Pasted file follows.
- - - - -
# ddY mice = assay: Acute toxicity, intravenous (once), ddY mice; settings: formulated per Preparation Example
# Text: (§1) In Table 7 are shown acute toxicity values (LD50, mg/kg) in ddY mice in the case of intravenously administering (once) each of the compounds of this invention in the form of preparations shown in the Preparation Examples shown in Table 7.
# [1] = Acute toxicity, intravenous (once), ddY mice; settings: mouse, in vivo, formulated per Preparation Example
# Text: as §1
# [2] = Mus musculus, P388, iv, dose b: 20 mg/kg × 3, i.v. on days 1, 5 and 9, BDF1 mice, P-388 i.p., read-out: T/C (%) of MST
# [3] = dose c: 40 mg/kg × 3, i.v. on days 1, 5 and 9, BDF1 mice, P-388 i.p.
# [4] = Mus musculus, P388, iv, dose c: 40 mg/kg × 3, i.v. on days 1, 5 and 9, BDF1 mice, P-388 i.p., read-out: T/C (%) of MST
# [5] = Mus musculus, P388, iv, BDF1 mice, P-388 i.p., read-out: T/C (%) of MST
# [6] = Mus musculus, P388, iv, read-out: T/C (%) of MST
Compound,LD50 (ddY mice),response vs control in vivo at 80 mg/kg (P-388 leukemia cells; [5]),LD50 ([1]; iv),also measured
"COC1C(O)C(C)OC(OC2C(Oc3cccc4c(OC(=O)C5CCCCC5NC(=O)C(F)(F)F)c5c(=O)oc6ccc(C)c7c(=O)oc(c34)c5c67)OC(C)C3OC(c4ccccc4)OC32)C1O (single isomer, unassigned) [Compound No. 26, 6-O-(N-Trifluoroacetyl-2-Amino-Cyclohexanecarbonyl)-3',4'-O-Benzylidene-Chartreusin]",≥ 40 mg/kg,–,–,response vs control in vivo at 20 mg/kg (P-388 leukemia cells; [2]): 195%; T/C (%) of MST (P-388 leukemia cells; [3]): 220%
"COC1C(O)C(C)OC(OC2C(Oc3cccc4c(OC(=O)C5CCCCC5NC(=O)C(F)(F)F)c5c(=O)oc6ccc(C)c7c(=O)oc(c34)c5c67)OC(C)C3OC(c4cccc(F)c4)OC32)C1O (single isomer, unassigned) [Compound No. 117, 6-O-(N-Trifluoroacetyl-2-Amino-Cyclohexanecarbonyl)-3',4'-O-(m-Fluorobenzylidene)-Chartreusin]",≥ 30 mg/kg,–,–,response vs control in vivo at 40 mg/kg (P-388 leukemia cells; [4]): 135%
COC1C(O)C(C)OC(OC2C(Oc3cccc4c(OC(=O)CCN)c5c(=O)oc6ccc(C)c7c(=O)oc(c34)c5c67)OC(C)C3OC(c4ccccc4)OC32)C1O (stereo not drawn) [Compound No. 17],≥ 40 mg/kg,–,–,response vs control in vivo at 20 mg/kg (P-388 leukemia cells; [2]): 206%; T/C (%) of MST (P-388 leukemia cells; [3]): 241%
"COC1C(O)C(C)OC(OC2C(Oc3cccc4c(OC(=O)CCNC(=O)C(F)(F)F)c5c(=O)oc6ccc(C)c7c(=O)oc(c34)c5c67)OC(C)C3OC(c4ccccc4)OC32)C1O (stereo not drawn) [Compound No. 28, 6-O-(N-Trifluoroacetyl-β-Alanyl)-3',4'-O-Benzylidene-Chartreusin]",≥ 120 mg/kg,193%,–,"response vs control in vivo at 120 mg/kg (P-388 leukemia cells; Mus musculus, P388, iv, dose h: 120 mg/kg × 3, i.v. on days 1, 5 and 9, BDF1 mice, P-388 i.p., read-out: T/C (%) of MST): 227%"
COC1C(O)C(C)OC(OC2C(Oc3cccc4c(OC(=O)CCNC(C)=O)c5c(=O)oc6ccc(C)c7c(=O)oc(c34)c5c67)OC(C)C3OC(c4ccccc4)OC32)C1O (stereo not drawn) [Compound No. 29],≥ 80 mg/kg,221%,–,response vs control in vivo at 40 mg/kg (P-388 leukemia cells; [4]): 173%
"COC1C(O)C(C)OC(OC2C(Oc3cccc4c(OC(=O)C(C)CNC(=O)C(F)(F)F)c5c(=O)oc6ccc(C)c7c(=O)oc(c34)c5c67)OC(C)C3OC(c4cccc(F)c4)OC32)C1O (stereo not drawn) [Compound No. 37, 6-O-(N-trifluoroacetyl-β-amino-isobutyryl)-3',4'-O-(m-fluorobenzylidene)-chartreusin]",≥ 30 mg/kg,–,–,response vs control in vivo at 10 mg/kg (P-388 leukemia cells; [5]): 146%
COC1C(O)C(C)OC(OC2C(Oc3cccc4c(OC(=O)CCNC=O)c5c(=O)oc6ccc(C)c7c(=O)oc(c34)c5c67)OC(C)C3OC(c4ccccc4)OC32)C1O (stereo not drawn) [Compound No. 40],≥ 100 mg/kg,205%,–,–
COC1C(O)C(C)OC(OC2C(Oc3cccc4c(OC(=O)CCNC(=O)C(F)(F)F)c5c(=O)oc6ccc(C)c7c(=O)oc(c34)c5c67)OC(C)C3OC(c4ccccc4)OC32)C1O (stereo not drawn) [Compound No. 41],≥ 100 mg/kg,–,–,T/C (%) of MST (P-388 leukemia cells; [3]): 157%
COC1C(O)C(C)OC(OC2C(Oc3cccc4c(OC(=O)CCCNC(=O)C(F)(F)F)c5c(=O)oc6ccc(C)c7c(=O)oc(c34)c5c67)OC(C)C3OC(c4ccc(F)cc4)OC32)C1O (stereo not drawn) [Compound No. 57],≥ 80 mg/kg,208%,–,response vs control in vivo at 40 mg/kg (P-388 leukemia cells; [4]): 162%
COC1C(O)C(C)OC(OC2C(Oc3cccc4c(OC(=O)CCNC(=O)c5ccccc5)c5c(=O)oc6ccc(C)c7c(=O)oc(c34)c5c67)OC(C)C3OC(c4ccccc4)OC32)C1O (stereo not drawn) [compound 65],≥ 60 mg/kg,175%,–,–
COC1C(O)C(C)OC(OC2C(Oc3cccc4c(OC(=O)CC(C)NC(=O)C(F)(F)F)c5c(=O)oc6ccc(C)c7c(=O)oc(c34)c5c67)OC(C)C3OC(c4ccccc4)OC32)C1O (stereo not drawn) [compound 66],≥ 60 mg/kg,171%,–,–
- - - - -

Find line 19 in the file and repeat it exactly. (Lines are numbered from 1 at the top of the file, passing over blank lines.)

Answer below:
COC1C(O)C(C)OC(OC2C(Oc3cccc4c(OC(=O)CCCNC(=O)C(F)(F)F)c5c(=O)oc6ccc(C)c7c(=O)oc(c34)c5c67)OC(C)C3OC(c4ccc(F)cc4)OC32)C1O (stereo not drawn) [Compound No. 57],≥ 80 mg/kg,208%,–,response vs control in vivo at 40 mg/kg (P-388 leukemia cells; [4]): 162%